Novel Building Envelope Materials with Enhanced Durability that Reduce Energy Consumption

  • Technology Readiness Level: 3

Researchers at Purdue University have developed a new process to incorporate phase change materials (PCMs) into construction materials. According to the World Green Building Council, the buildings and construction sector is responsible for 39% of global energy-related carbon emissions, and the U.S. Energy Information Administration reports that over half of energy use in homes is for heating and air conditioning. PCMs store energy by undergoing phase changes, which reduces energy consumption in buildings. PCMs moderate the effect of outside temperature changes on the indoor environment by converting changes in thermal energy into phase changes. Currently, PCMs are incorporated into other materials via microencapsulation or macroencapsulation. However, use of PCMs is limited either due to their negative effect on strength and durability in the case of microencapsulation or by limitations of the shape and production method in the case of macroencapsulation. The Purdue researchers’ method involves incorporating the PCMs into construction materials after they’ve already formed, thereby increasing strength and enhancing durability while increasing the thermal inertia of the material. This method can be used to turn bricks, concrete panels and drywall into materials that store thermal energy, reducing energy consumption of heating and cooling, improving thermal comfort and making buildings more energy resilient against power outages and energy crises. This would reduce the carbon footprint of the buildings as well as operational costs. The method can be also applied to produce pavers and other precast elements to reduce formation of ice and cause a higher rate of snow and ice melting.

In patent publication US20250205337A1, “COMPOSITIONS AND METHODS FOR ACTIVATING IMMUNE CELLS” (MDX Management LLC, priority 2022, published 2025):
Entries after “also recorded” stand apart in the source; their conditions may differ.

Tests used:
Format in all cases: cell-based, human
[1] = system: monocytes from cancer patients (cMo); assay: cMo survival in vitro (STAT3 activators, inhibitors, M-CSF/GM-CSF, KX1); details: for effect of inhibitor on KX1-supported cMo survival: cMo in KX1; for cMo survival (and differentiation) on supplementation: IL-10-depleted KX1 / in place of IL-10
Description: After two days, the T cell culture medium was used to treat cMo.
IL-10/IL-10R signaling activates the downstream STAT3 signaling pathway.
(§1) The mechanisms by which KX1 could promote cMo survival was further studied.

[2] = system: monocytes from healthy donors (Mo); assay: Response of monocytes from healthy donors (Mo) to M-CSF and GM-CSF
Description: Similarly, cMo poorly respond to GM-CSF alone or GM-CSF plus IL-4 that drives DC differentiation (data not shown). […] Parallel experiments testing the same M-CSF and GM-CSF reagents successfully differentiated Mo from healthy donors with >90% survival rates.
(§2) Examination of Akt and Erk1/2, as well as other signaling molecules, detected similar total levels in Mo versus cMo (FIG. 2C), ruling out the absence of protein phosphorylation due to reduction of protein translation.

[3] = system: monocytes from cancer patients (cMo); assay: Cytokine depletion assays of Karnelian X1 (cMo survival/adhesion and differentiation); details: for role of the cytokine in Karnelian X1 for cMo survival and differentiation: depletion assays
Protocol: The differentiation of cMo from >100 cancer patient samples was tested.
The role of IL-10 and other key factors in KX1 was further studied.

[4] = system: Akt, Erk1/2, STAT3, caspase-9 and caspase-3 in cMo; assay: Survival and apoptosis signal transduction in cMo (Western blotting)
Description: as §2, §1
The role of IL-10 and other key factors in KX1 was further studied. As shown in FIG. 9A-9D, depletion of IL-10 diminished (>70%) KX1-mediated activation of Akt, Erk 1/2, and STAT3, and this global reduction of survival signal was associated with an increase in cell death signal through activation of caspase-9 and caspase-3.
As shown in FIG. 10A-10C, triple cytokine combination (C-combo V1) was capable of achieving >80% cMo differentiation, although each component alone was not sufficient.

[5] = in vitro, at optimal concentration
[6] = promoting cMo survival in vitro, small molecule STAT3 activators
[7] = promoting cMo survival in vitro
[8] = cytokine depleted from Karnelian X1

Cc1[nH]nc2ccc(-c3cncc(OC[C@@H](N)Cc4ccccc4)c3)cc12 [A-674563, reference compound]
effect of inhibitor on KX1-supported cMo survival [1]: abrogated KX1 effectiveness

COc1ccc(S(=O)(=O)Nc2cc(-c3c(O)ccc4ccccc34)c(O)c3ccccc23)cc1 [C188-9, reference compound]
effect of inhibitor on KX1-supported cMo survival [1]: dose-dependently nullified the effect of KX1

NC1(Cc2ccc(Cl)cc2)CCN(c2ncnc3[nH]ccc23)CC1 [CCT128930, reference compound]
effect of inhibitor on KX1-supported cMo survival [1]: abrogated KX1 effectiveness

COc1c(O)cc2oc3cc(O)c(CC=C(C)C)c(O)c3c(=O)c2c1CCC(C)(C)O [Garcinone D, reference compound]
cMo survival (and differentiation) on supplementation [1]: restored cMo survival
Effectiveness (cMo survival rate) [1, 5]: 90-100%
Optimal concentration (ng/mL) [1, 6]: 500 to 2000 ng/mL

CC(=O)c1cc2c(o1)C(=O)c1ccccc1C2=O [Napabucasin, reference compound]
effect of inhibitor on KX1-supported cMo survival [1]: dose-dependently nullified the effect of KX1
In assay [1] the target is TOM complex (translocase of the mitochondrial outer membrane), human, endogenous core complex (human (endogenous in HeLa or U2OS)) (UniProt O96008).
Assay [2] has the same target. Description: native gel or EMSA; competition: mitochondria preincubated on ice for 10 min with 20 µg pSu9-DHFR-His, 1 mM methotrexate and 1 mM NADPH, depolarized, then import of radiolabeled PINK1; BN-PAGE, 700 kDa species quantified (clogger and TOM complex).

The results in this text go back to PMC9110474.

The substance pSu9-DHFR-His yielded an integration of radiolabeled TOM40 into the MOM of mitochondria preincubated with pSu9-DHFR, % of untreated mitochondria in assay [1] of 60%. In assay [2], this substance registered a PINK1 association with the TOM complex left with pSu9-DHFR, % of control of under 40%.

Technology Validation: Preliminary tests showed that, after applying the Purdue researchers’ method, a typical commercial brick presented a final porosity of 0.01% of the volume of the brick. The PCM incorporated represented a 6.6% of the volume of the brick. The thermal inertia increased by 5.9%, and the strength increased by 11.9%. In other preliminary tests, the researchers produced concrete (or mortar) bricks and panels with a reduction of the porosity of 33%, a content of 7% of PCM (by volume) and an increase of thermal inertia of 24.7%.


  • Reduces building energy consumption and, thus, CO2 emissions
  • Provides better thermal comfort in buildings
  • Increases strength and durability of construction materials
  • Decreases water permeability of construction materials
  • Decreases energy costs
  • Has a scalable, automatable manufacturing process

Potential Applications

  • Incorporation into construction materials to reduce heating and cooling energy use

Contact Information

Name: Parag S Vasekar


Phone: (765) 588-3342